Pros and Cons of West Wales

There are a few  drawbacks to living on the edge of the Irish Sea and one of them is that friends find it difficult to visit. Just today a London pal turned up at Paddington to make the journey west, a booked journey,  only to discover that her train had been cancelled. She’s coming tomorrow instead.

So, instead of the evening I’d planned, I was left wondering if I could be bothered to  do anything at all,  and if it would be a really sad reflection on my unproductive life if I sloped off to bed at 9.30.? But as I flicked disconsolately through the Times online, my neighbour came in, with the gift of  a pot of home made vinaigrette. What a lovely bloke!

This neighbour is definitely one of the advantages of living in West Wales, a sweet and sensitive man. We are unalike in other ways too – obviously our gender, and he’s quite posh in a very relaxed sort of way (while I am not at all) and he is deeply married whilst I am long widowed, and he is very musical (have you heard me sing?) and he’s…. well, he’s nice without even trying to be, you know? Me, in order to be nice I have to stiffen the sinews and summon the blood, gird my loins,  and pray a bit,  give myself a stern talking-to … and then I might manage a half hearted enquiry about your health. But this chap, it comes naturally to him to both care and share. And laugh and sing. He composes music/songs.

The best bit of him is his honesty. We are completely honest with each other (rare in this culture and rare even among Christians who really want to be honest).  He might cry, or – more rarely – I might. He might be helpless with laughter but usually that’s me. We argue about words (him and his ‘pulsate’. He’s so wrong. Just so wrong. ) and definitions and whether a rose by any other name would smell as sweet (yeah, talkin’ bout God) and he’s a dear mate. I may seem him only once or twice a month for a proper talk, but he’s a mate. The strange thing is that with him and one other (see ‘Salad Cream and Ham blog below) the talk is naturally and happily about God, about the Word, about the meaning of life in all its twists and turns and paradoxes. With fellow church goers, it’s too often about ..oh, I dunno, ‘stuff’.  The boring dull routine and the  petty problems of life. With these two mates its about the gret big walloping lovely LOVELY UNSOLVABLE MIND-BLOWING questions of life. And talking to them always always brings me to a fresh consciousness of God.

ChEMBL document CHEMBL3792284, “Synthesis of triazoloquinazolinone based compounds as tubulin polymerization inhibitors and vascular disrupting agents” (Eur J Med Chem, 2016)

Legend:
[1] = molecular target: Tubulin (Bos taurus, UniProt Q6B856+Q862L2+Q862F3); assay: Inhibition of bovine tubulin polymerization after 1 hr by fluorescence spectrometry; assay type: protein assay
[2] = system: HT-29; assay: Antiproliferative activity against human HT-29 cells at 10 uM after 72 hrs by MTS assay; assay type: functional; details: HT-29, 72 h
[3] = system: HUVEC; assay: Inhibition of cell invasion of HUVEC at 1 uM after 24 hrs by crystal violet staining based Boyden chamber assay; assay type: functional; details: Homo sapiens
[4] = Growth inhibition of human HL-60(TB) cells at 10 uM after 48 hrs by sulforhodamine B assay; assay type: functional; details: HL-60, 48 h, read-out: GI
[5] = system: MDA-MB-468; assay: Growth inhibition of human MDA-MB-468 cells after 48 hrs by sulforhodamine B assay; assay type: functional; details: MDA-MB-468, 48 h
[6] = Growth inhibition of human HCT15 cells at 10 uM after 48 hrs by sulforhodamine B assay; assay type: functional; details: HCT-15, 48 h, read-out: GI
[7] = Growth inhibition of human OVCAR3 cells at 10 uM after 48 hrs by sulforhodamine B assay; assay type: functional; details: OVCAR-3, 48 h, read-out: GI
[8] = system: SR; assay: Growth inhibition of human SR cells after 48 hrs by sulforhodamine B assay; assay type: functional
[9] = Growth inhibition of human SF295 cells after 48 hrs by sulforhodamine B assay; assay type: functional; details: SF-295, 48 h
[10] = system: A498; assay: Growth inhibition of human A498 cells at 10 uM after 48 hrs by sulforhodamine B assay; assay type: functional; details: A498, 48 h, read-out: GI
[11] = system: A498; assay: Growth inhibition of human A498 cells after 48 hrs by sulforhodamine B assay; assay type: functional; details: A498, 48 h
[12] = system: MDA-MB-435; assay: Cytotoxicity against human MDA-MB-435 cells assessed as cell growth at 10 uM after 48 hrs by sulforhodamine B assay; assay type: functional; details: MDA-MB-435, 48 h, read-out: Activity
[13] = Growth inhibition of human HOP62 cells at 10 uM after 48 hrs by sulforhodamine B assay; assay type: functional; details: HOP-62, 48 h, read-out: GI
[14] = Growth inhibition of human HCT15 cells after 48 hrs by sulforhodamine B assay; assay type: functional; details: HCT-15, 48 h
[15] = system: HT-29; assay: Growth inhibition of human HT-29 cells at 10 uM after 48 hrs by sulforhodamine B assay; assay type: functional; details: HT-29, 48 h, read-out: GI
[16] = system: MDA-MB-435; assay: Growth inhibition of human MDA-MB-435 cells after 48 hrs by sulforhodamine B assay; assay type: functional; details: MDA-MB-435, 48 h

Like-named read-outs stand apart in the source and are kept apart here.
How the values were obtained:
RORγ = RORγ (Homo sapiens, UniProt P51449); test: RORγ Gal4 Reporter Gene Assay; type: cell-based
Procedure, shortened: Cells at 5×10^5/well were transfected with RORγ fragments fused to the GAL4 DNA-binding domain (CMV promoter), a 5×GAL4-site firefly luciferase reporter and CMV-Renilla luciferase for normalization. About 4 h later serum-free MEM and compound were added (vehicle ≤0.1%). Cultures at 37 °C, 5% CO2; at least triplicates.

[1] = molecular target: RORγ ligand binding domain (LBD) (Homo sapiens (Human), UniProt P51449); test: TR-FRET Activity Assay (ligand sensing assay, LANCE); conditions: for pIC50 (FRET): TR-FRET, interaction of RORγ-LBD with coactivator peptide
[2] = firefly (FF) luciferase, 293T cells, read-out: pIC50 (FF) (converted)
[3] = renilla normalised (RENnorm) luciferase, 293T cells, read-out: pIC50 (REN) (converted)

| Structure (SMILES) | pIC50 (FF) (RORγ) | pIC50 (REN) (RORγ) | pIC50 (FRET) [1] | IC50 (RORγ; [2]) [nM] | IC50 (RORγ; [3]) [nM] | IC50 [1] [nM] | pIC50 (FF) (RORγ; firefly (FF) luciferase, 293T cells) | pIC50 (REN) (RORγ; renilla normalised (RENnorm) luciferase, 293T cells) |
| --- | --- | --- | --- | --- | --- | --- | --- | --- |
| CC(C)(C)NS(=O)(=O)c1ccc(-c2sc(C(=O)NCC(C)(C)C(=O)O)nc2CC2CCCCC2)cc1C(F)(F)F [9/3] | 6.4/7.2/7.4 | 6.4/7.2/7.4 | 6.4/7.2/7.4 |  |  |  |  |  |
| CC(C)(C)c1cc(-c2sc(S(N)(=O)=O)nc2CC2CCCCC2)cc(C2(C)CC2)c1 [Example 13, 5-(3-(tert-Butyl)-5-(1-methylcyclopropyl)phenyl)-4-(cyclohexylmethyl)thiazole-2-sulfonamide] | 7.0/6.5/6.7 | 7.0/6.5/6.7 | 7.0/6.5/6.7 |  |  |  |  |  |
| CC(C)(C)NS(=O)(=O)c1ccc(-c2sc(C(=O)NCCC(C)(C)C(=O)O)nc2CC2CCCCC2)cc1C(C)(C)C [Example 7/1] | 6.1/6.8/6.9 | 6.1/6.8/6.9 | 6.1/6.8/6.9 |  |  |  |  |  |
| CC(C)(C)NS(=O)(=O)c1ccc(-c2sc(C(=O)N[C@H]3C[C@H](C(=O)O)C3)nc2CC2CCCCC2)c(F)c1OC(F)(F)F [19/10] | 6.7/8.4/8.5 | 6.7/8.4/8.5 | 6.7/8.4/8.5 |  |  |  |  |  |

Isn’t that weird? Is it because my very lovable and kind church friends have a deep inner life and they don’t need to talk about God? To question and rejoice and wonder? If so, why do I?  Maybe I should stop asking you questions before you throw your tablets and iPhones out of the window.

Back to this evening – if I lived in my lovely adopted hometown of Derby, I wouldn’t have been given that little pot of vinaigrette tonight, and we wouldn’t have had that life affirming conversation, and I wouldn’t be writing this blog.

If ifs and ands were pots and pans….. mind you, if I was in Derby I would be having a long ribald supper with Derek and Ivan and the crew, or hopping on a train (one and a bit hours) to London, or going to the opera at Buxton, or the multiplex for some too-bright too-loud block busting film, or joining the late night swimmers at David Lloyd… or…. now I’m just making myself homesick. Stop it.

Vinaigrette, strangely, makes up for all those things (well, almost). So, thank you, neighbour.

Proverbs 27:9 A sweet friendship ( and vinaigrette) refreshes the soul.

I added the parenthesis.

 

 

 

 

5 thoughts on “Pros and Cons of West Wales

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